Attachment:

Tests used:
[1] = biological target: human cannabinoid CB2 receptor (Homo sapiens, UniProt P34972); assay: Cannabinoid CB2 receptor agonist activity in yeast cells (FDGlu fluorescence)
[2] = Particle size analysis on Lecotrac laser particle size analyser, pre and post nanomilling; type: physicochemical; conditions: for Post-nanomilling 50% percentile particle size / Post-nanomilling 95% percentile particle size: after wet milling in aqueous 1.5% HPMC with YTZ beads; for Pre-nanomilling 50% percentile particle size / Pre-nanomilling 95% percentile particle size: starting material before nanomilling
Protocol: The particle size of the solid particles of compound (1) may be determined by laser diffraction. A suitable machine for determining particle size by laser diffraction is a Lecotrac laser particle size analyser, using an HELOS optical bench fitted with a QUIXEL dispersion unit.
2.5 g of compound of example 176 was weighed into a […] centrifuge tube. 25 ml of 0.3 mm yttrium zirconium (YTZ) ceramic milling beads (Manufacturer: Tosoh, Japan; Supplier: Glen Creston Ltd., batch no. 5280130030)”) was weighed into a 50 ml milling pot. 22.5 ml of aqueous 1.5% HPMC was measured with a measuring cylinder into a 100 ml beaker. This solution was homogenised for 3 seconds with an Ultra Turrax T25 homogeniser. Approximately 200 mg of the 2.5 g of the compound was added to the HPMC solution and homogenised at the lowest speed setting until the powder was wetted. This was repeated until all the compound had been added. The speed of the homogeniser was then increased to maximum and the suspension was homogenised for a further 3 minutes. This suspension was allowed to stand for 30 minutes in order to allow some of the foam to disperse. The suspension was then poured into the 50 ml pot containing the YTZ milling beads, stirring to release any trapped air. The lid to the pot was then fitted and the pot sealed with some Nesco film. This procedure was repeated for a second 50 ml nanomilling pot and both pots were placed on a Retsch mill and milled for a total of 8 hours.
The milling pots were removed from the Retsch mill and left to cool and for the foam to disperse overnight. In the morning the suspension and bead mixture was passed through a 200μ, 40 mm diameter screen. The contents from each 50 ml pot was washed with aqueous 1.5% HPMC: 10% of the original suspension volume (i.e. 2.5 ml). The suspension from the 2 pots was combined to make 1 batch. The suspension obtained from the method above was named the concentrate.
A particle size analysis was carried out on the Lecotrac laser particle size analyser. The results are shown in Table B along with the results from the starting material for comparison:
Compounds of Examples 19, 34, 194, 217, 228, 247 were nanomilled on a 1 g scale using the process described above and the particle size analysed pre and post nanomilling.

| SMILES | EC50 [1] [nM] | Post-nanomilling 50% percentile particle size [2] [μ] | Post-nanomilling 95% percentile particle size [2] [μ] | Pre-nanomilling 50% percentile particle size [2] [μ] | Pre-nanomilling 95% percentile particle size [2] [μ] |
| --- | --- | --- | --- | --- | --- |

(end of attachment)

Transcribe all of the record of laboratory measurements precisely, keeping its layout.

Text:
Tests used:
[1] = biological target: human cannabinoid CB2 receptor (Homo sapiens, UniProt P34972); assay: Cannabinoid CB2 receptor agonist activity in yeast cells (FDGlu fluorescence)
[2] = Particle size analysis on Lecotrac laser particle size analyser, pre and post nanomilling; type: physicochemical; conditions: for Post-nanomilling 50% percentile particle size / Post-nanomilling 95% percentile particle size: after wet milling in aqueous 1.5% HPMC with YTZ beads; for Pre-nanomilling 50% percentile particle size / Pre-nanomilling 95% percentile particle size: starting material before nanomilling
Protocol: The particle size of the solid particles of compound (1) may be determined by laser diffraction. A suitable machine for determining particle size by laser diffraction is a Lecotrac laser particle size analyser, using an HELOS optical bench fitted with a QUIXEL dispersion unit.
2.5 g of compound of example 176 was weighed into a […] centrifuge tube. 25 ml of 0.3 mm yttrium zirconium (YTZ) ceramic milling beads (Manufacturer: Tosoh, Japan; Supplier: Glen Creston Ltd., batch no. 5280130030)”) was weighed into a 50 ml milling pot. 22.5 ml of aqueous 1.5% HPMC was measured with a measuring cylinder into a 100 ml beaker. This solution was homogenised for 3 seconds with an Ultra Turrax T25 homogeniser. Approximately 200 mg of the 2.5 g of the compound was added to the HPMC solution and homogenised at the lowest speed setting until the powder was wetted. This was repeated until all the compound had been added. The speed of the homogeniser was then increased to maximum and the suspension was homogenised for a further 3 minutes. This suspension was allowed to stand for 30 minutes in order to allow some of the foam to disperse. The suspension was then poured into the 50 ml pot containing the YTZ milling beads, stirring to release any trapped air. The lid to the pot was then fitted and the pot sealed with some Nesco film. This procedure was repeated for a second 50 ml nanomilling pot and both pots were placed on a Retsch mill and milled for a total of 8 hours.
The milling pots were removed from the Retsch mill and left to cool and for the foam to disperse overnight. In the morning the suspension and bead mixture was passed through a 200μ, 40 mm diameter screen. The contents from each 50 ml pot was washed with aqueous 1.5% HPMC: 10% of the original suspension volume (i.e. 2.5 ml). The suspension from the 2 pots was combined to make 1 batch. The suspension obtained from the method above was named the concentrate.
A particle size analysis was carried out on the Lecotrac laser particle size analyser. The results are shown in Table B along with the results from the starting material for comparison:
Compounds of Examples 19, 34, 194, 217, 228, 247 were nanomilled on a 1 g scale using the process described above and the particle size analysed pre and post nanomilling.

| SMILES | EC50 [1] [nM] | Post-nanomilling 50% percentile particle size [2] [μ] | Post-nanomilling 95% percentile particle size [2] [μ] | Pre-nanomilling 50% percentile particle size [2] [μ] | Pre-nanomilling 95% percentile particle size [2] [μ] |
| --- | --- | --- | --- | --- | --- |